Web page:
Increase in Number of Projects
ROII is obvious when the scope, degree and intensity of interaction increase due to implementation of the three above principles. An increase in the number of projects creates value as people learn to work together effectively in networks, putting informal learning to work on resolving issues, creating opportunities and generating activity that enhances an organization’s reputation for listening and responding effectively.

Fast Company recently published an article on Cisco Systems’ large-scale adoption of social computing as the main means of working with information and knowledge. CEO John Chambers said that as a result, Cisco has gone from being able to focus on three to five strategic initiatives at a time, to now working on 26-27 strategic initiatives in parallel.

Informed Judgment 
The heart of the matter is providing decision makers with an informed business case that ties investment to the results that it brings. A solid case describes results in business terms, such as increased revenue, better customer service, reduced cost or speedier time to performance.

Network returns are asymmetric, so simplistic count-’em-up approaches are no longer viable. But how can one make a solid network-era case to an executive who is still playing by yesterday’s rules?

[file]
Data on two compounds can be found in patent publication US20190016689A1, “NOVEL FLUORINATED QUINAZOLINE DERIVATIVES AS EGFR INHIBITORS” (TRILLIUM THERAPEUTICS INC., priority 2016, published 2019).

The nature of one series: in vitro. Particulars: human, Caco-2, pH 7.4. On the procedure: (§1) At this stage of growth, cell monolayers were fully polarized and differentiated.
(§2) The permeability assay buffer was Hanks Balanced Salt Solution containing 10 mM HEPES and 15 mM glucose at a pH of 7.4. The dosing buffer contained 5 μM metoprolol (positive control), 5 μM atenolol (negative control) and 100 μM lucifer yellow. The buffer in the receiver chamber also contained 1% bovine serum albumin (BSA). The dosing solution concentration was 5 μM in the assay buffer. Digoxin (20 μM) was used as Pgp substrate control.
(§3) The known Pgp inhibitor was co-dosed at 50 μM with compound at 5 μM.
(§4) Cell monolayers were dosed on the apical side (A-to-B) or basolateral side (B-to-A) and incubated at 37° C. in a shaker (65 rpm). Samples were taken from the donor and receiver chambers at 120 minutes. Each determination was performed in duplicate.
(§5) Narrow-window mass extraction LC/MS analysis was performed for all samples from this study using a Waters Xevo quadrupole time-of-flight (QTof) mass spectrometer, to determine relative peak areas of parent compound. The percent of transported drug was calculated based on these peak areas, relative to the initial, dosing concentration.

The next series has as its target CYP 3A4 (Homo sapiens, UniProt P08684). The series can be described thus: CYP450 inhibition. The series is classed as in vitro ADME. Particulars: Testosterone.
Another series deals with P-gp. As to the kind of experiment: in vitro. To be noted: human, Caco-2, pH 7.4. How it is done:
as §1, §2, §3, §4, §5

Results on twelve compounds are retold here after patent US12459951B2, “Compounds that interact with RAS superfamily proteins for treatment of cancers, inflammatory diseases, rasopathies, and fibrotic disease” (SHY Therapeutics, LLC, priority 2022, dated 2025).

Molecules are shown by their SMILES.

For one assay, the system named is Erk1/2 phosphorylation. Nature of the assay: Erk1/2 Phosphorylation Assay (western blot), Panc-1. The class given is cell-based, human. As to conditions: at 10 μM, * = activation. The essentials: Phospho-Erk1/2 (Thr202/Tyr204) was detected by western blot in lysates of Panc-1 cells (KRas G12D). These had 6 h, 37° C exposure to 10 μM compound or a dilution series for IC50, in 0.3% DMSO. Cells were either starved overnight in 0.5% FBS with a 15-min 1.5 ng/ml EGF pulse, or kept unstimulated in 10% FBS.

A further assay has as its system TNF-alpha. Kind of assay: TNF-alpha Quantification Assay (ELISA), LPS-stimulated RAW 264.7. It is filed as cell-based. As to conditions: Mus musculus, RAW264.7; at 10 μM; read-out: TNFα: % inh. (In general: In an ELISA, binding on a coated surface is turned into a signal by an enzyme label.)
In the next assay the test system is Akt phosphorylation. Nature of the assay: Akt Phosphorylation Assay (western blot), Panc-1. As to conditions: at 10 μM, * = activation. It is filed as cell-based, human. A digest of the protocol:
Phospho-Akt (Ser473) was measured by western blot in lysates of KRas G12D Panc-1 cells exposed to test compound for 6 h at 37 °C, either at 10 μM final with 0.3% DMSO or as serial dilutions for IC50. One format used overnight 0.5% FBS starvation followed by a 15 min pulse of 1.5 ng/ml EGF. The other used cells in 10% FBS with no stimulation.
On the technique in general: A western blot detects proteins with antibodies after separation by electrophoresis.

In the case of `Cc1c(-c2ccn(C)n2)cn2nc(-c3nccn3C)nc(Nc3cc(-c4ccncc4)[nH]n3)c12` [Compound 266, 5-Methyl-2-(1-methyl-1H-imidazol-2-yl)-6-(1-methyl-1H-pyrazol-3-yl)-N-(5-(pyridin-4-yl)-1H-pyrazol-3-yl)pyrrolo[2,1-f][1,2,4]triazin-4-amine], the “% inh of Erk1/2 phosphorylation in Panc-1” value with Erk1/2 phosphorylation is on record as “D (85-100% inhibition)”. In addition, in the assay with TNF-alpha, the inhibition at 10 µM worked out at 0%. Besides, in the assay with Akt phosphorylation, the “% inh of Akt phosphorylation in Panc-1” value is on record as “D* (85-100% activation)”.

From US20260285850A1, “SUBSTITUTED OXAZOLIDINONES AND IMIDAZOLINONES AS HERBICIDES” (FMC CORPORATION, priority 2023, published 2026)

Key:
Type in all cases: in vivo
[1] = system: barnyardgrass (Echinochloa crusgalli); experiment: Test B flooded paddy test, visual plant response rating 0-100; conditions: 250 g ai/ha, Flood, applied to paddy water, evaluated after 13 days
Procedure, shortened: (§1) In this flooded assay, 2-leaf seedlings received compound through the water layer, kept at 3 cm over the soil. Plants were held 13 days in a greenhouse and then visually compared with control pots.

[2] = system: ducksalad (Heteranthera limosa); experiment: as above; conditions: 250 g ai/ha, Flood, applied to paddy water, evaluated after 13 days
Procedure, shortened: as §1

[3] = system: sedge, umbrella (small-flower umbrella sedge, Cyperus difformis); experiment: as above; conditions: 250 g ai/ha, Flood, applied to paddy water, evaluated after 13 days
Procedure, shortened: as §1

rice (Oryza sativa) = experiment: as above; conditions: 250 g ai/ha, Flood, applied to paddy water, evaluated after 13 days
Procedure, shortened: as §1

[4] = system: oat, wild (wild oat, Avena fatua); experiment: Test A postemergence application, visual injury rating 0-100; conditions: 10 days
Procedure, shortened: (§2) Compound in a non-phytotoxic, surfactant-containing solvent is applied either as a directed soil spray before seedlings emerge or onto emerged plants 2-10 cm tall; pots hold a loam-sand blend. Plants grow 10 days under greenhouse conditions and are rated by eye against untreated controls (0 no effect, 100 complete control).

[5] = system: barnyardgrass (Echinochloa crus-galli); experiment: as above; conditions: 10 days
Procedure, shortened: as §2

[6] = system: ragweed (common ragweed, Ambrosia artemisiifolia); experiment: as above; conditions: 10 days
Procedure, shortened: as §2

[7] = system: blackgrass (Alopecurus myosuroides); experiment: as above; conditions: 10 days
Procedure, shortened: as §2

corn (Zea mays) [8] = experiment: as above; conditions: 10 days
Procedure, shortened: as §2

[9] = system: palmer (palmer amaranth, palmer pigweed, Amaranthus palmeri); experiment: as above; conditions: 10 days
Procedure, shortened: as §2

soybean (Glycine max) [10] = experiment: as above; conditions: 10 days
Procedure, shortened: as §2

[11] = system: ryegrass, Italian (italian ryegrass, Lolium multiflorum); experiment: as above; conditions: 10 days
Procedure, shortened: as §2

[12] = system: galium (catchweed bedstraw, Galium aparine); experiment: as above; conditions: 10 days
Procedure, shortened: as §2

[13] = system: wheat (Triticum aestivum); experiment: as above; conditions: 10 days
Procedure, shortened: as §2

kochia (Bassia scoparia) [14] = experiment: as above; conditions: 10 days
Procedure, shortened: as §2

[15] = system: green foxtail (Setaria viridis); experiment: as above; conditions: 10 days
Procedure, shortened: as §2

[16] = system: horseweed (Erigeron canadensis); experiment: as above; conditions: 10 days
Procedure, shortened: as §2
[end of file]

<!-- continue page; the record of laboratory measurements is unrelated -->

The answer is to improve the corporate network as a continuous process, not as a project with a hurdle rate. Improving network performance need not be all-or-nothing. It can be implemented in small stages. Break major decisions into numerous low-risk incremental decisions. Instead of making one major decision a year, CLOs might look at boosting network results as a series of monthly decisions. Continuous monitoring of the statistics of ROII would guide mid-course corrections.

Life was simpler when you could measure performance by counting the number of widgets produced, shipped or sold. Given that the networked workplace and markets are here to stay, how can managers begin to adapt and refocus long-standing mental models about what and where to invest precious energy and time? An effective response to this conundrum is qualitative assessment.

Create a hypothesis and use existing techniques — surveys, focus groups, facilitated brainstorming — to find out what employees and customers are doing and how they want to work together. Then, check it out with a wider sample of the workforce to see if it holds up. It’s clear we are moving rapidly into a networked world in which responsiveness, innovation, gaining competitive advantage through learning faster and embedding knowledge into products and services are all important.

In a world of intangibles, we need to contribute to the productivity, viability and profitability of any given enterprise. We should rethink and expand our methods for making judgments about where, when and how we invest in the ongoing interaction between our employees and customers. That is the return on investment in interaction.